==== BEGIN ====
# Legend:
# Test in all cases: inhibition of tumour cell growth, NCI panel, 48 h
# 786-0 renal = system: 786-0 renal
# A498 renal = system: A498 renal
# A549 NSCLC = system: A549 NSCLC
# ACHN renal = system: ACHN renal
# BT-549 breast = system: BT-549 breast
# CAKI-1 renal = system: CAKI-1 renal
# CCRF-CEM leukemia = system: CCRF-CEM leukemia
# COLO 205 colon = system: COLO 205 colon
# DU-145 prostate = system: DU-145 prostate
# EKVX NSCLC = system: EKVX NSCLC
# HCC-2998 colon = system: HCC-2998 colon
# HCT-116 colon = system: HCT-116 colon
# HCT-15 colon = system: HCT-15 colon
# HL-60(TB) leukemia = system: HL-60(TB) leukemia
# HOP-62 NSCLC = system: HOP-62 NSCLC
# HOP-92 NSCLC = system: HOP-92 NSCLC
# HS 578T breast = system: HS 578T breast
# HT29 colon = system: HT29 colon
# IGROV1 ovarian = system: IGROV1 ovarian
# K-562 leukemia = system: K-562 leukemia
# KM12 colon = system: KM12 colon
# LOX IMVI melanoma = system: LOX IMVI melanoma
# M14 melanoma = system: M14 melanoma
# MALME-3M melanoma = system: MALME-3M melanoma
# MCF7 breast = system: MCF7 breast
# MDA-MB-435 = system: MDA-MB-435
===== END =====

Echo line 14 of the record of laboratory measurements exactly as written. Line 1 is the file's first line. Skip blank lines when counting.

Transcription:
# HCT-116 colon = system: HCT-116 colon